Tyrosine kinase inhibitor drugs (TKIs) work effectively in most patients to fight certain blood cell cancers, such as chronic myelogenous leukemia (CML), and non-small-cell lung cancers (NSCLC) with mutations in the EGFR gene.
These precisely targeted drugs shut down molecular pathways that keep these cancers flourishing and include TKIs for treating CML, and the form of NSCLC with EGFR genetic mutations.
Now the team at Duke-NUS Graduate Medical School in Singapore, working with the Genome Institute of Singapore (GIS), Singapore General Hospital and the National Cancer Centre Singapore, has discovered that there is a common variation in the BIM gene in people of East Asian descent that contributes to some patients' failure to benefit from these tyrosine kinase inhibitor drugs.
"Because we could determine in cells how the BIM gene variant caused TKI resistance, we were able to devise a strategy to overcome it," said S. Tiong Ong, M.B.B. Ch., senior author of the study and associate professor in the Cancer and Stem Cell Biology Signature Research Programme at Duke-NUS and Division of Medical Oncology, Department of Medicine, at Duke University Medical Center.
"A novel class of drugs called the BH3-mimetics provided the answer," Ong said. "When the BH3 drugs were added to the TKI therapy in experiments conducted on cancer cells with the BIM gene variant, we were able to overcome the resistance conferred by the gene. Our next step will be to bring this to clinical trials with patients."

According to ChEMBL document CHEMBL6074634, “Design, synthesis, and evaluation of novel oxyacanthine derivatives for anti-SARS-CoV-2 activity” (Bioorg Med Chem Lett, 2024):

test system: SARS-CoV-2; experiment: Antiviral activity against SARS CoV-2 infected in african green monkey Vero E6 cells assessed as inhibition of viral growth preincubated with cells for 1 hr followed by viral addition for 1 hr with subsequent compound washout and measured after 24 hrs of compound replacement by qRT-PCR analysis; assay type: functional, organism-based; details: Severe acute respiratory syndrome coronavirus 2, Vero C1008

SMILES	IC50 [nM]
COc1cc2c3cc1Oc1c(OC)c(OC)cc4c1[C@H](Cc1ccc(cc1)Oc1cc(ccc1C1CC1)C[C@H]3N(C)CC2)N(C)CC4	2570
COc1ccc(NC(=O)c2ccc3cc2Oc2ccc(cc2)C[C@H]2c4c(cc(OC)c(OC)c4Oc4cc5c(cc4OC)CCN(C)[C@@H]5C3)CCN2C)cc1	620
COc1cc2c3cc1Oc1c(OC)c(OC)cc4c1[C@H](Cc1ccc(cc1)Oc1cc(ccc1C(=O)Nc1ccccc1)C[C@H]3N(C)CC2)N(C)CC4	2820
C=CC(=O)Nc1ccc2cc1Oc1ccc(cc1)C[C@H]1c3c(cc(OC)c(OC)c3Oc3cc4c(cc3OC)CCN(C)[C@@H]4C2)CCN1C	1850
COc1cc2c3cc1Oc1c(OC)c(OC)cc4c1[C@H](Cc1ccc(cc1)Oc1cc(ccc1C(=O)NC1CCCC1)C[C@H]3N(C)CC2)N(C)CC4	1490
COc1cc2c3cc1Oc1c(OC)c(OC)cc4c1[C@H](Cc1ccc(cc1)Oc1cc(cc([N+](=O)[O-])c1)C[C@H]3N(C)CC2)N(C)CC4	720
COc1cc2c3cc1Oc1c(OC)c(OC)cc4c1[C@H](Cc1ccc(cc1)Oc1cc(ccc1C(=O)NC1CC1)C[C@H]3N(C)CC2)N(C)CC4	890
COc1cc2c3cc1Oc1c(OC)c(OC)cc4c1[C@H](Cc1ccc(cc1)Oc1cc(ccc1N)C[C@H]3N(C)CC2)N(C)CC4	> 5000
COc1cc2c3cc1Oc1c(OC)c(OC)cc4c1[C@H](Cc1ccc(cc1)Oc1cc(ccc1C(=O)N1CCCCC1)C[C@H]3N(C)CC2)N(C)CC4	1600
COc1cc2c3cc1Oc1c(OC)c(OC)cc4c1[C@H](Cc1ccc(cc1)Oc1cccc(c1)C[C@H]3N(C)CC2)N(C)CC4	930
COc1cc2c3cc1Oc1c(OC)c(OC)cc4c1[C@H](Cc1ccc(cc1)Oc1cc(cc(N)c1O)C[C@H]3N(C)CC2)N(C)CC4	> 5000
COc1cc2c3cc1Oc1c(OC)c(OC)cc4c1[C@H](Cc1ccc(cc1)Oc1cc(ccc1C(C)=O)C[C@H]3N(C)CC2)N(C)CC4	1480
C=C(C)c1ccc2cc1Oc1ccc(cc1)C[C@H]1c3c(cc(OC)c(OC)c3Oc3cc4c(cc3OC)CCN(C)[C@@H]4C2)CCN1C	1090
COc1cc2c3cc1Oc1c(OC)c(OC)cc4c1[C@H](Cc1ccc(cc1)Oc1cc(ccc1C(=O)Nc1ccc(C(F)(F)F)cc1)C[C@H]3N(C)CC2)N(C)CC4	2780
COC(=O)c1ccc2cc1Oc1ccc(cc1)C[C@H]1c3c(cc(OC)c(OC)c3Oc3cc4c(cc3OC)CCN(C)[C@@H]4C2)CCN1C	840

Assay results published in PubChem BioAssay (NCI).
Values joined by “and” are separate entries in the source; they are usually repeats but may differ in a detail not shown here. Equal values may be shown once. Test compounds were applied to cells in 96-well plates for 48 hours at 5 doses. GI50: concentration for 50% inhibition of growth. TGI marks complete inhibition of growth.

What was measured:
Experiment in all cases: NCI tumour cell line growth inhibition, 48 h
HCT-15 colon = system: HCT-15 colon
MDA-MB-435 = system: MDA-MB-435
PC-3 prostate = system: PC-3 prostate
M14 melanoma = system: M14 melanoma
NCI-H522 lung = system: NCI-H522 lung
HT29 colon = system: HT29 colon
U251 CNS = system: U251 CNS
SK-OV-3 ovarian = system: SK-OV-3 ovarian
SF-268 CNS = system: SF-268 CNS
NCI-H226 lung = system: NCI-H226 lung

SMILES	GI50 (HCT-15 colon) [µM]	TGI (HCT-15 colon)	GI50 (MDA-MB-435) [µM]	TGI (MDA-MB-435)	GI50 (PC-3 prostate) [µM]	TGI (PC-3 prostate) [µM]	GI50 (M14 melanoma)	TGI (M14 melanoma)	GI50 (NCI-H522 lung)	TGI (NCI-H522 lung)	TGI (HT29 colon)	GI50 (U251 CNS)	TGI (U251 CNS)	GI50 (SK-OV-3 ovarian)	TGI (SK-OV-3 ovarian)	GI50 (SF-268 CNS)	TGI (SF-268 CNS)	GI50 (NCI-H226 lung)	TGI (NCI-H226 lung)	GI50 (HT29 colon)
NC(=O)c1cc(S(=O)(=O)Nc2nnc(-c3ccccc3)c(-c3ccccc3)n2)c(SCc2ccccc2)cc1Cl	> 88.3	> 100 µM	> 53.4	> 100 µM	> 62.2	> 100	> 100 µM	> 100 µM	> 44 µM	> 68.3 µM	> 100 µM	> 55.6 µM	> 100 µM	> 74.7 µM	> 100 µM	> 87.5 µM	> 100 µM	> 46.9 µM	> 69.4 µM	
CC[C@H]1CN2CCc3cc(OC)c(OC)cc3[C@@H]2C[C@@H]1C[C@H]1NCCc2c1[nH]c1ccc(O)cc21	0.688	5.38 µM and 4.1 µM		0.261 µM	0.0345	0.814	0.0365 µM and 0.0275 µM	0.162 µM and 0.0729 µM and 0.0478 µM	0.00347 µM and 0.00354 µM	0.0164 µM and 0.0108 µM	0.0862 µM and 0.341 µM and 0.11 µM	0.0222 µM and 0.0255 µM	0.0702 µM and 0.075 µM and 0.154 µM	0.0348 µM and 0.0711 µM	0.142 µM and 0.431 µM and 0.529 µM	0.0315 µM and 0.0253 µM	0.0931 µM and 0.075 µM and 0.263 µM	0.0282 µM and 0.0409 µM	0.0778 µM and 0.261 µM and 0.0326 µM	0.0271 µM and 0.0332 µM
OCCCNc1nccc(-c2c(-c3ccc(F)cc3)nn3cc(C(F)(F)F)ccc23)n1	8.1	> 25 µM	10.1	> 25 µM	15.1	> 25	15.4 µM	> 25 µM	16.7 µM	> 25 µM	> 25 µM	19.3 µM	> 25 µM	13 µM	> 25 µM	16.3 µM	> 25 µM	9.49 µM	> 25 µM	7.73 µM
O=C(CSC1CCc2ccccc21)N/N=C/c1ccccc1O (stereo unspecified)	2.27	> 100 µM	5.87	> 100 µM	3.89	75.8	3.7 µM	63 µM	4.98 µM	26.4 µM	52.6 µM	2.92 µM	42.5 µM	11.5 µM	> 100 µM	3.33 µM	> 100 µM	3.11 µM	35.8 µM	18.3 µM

Said Yijun Ruan, Ph.D., a co-senior author of this study and associate director for Genome Technology and Biology at GIS: "We used a genome-wide sequencing approach to specifically look for structural changes in the DNA of patient samples. This helped in the discovery of the East Asian BIM gene variant. What's more gratifying is that this collaboration validates the use of basic genomic technology to make clinically important discoveries."
The study was published online in Nature Medicine on March 18.
If the drug combination does override TKI resistance in people, this will be good news for those with the BIM gene variant, which occurs in about 15 percent of the typical East Asian population. By contrast, no people of European or African ancestry were found to have this gene variant.
"While it's interesting to learn about this ethnic difference for the mutation, the greater significance of the finding is that the same principle may apply for other populations," said Patrick Casey, Ph.D., senior vice dean for research at Duke-NUS and James B. Duke Professor of Pharmacology and Cancer Biology. "There may well be other, yet to be discovered gene variations that account for drug resistance in different world populations. These findings underscore the importance of learning all we can about cancer pathways, mutations, and treatments that work for different types of individuals. This is how we can personalize cancer treatment and, ultimately, control cancer."
"We estimate that about 14,000 newly diagnosed East Asian CML and EGFR non-small-cell lung cancer patients per year will carry the gene variant," Ong said. "Notably, EGFR NSCLC is much more common in East Asia, and accounts for about 50 percent of all non-small-cell lung cancers in East Asia, compared to only 10 percent in the West."
The researchers found that drug resistance occurred because of impaired production of BH3-containing forms of the BIM protein. They confirmed that restoring BIM gene function with the BH3 drugs worked to overcome TKI resistance in both types of cancer.